at the moment the help would be very much appreciated.
private static bool InAlphabet(string text)

{

if(text==null)

{

return false;

}

int count = 97;

bool IsValid = true;

while (IsValid && count < 123)

{

// Cast character from integral type

string regexStr = "(" + (char)count + ")";

Regex regex_x = new Regex(regexStr);

Match m_x = regex_x.Match(text);

IsValid = m_x.Success;

count++;

}
return IsValid;

}

*** Sent via Developersdex http://www.developersdex.com ***

Nov 17 '05 #2

P: n/a
KH
Using a bitmap might be more efficient than allocating a hash table ...
const int CC_A = (int)'A'; // 65
const int CC_Z = (int)'Z'; // 90
const uint ONE = 0x01;
const uint MAX = 0xFFFFFFFF; // UInt32.MaxValue

string str = "abcdefghijklmnopqrstuvwxyz";

uint map = 4227858432; // first 26 bits OFF

int cc = 0; // char code

foreach (char ch in str)
{
cc = (int)Char.ToUpper(ch);

if (cc >= CC_A && cc <= CC_Z)
{
// In one line ...
// map |= (ONE << (cc - CC_A));

// Step by step...

// Subtract 65 from the char code so the mask fits in 32 bits
//
cc -= CC_A;

// Create the mask by shifting 1 bit the appropriate number of places
//
uint mask = ONE << cc;

// Reassign the bitmap
//
map |= mask;
}
}

if (map == MAX)
{
// TRUE, string contains all 26 alphabet chars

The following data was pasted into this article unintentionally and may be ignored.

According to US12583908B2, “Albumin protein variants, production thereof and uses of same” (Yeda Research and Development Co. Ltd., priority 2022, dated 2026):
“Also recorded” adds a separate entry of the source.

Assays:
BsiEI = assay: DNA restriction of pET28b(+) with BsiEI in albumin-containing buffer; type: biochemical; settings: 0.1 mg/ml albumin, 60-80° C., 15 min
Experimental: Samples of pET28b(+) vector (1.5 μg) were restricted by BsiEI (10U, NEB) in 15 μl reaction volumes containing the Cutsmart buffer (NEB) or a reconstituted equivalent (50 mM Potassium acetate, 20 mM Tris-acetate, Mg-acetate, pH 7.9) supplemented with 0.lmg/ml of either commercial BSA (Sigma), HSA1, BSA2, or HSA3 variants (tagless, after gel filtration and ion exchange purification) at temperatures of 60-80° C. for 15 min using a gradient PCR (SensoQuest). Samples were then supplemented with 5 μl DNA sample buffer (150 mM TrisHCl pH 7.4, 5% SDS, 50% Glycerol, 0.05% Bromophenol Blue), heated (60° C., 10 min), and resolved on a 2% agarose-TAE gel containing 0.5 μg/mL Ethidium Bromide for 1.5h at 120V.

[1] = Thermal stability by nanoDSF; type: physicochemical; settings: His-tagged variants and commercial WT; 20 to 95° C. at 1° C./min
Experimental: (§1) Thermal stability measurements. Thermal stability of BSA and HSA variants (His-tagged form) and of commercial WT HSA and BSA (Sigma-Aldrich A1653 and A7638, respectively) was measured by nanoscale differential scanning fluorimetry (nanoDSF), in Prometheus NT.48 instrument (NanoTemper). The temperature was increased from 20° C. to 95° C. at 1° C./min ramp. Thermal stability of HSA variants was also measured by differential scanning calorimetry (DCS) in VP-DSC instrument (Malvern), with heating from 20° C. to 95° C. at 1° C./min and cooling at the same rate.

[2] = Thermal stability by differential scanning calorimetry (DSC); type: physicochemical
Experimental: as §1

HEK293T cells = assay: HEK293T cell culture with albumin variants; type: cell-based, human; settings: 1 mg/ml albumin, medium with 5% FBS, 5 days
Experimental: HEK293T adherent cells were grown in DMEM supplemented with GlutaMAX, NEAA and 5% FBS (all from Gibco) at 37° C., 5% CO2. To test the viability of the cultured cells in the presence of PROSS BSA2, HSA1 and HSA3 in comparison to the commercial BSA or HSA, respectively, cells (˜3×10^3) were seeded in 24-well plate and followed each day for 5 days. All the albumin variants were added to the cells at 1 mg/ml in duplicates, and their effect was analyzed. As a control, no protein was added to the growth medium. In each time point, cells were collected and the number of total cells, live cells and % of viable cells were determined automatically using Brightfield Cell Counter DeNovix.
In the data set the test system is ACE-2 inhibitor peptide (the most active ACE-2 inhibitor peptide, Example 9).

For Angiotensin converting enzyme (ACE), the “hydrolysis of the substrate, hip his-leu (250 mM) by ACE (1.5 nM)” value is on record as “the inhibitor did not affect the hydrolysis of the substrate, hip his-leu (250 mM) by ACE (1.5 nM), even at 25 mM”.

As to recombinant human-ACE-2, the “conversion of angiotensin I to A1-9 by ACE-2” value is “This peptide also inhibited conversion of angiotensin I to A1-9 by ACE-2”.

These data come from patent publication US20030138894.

}

"Ignacio Machin ( .NET/ C# MVP )" wrote:
Hi,

I would do this, I will create a Hash with the letters (char) as key and
value 0 as values.
I will iterate in the chars of the string and set the value
somethins like this:

Hashtable hash = new Hashtable();

hash['a']=0;
hash['b']=0;
hash['c']=0;
....

foreach( char c in string.ToCharArray() )
hash[ c ] = 1;

foreach( int i in hash.Values )
if ( 0 == i )
return false;

return true;
cheers,

--
Ignacio Machin,
ignacio.machin AT dot.state.fl.us
Florida Department Of Transportation
"booksnore" <bo*******@netscape.net> wrote in message
news:eG**************@TK2MSFTNGP14.phx.gbl...
I am writing some code to search for strings that contain every letter
of the alphabet. At the moment I am using the method below to check to
see if a string contains every letter of the alphabet. I wanted to use a
regular expression but I could not find an 'AND' operator within the
regular expression - so I need something like match true if string